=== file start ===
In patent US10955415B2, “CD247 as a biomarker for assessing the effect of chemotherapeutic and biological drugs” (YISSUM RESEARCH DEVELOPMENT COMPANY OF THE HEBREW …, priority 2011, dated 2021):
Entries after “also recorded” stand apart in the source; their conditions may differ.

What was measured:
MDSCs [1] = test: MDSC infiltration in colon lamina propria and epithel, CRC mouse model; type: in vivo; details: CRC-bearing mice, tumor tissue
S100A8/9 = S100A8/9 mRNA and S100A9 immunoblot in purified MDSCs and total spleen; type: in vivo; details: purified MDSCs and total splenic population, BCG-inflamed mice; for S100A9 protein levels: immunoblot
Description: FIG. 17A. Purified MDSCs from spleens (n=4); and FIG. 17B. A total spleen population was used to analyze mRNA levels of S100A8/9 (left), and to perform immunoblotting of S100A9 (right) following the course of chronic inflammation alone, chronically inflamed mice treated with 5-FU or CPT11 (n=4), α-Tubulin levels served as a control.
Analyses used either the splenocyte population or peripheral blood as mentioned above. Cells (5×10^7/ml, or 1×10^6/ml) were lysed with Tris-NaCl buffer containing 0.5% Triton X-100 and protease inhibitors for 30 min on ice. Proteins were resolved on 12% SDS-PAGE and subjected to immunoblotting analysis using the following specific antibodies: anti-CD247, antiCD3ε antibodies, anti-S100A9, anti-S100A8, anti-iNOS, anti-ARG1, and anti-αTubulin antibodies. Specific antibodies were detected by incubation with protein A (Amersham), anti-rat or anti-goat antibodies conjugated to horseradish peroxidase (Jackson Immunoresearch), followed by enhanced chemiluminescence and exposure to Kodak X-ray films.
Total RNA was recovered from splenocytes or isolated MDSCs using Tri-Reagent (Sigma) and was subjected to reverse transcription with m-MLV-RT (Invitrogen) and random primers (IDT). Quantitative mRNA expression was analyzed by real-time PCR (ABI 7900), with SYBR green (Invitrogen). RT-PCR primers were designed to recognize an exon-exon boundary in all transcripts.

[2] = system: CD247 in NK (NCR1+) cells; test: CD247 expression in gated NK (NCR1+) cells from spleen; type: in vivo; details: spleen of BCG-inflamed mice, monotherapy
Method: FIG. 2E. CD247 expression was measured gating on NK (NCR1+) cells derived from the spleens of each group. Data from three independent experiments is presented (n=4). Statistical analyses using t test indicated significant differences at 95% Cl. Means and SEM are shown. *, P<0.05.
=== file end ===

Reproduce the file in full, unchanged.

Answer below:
In patent US10955415B2, “CD247 as a biomarker for assessing the effect of chemotherapeutic and biological drugs” (YISSUM RESEARCH DEVELOPMENT COMPANY OF THE HEBREW …, priority 2011, dated 2021):
Entries after “also recorded” stand apart in the source; their conditions may differ.

What was measured:
MDSCs [1] = test: MDSC infiltration in colon lamina propria and epithel, CRC mouse model; type: in vivo; details: CRC-bearing mice, tumor tissue
S100A8/9 = S100A8/9 mRNA and S100A9 immunoblot in purified MDSCs and total spleen; type: in vivo; details: purified MDSCs and total splenic population, BCG-inflamed mice; for S100A9 protein levels: immunoblot
Description: FIG. 17A. Purified MDSCs from spleens (n=4); and FIG. 17B. A total spleen population was used to analyze mRNA levels of S100A8/9 (left), and to perform immunoblotting of S100A9 (right) following the course of chronic inflammation alone, chronically inflamed mice treated with 5-FU or CPT11 (n=4), α-Tubulin levels served as a control.
Analyses used either the splenocyte population or peripheral blood as mentioned above. Cells (5×10^7/ml, or 1×10^6/ml) were lysed with Tris-NaCl buffer containing 0.5% Triton X-100 and protease inhibitors for 30 min on ice. Proteins were resolved on 12% SDS-PAGE and subjected to immunoblotting analysis using the following specific antibodies: anti-CD247, antiCD3ε antibodies, anti-S100A9, anti-S100A8, anti-iNOS, anti-ARG1, and anti-αTubulin antibodies. Specific antibodies were detected by incubation with protein A (Amersham), anti-rat or anti-goat antibodies conjugated to horseradish peroxidase (Jackson Immunoresearch), followed by enhanced chemiluminescence and exposure to Kodak X-ray films.
Total RNA was recovered from splenocytes or isolated MDSCs using Tri-Reagent (Sigma) and was subjected to reverse transcription with m-MLV-RT (Invitrogen) and random primers (IDT). Quantitative mRNA expression was analyzed by real-time PCR (ABI 7900), with SYBR green (Invitrogen). RT-PCR primers were designed to recognize an exon-exon boundary in all transcripts.

[2] = system: CD247 in NK (NCR1+) cells; test: CD247 expression in gated NK (NCR1+) cells from spleen; type: in vivo; details: spleen of BCG-inflamed mice, monotherapy
Method: FIG. 2E. CD247 expression was measured gating on NK (NCR1+) cells derived from the spleens of each group. Data from three independent experiments is presented (n=4). Statistical analyses using t test indicated significant differences at 95% Cl. Means and SEM are shown. *, P<0.05.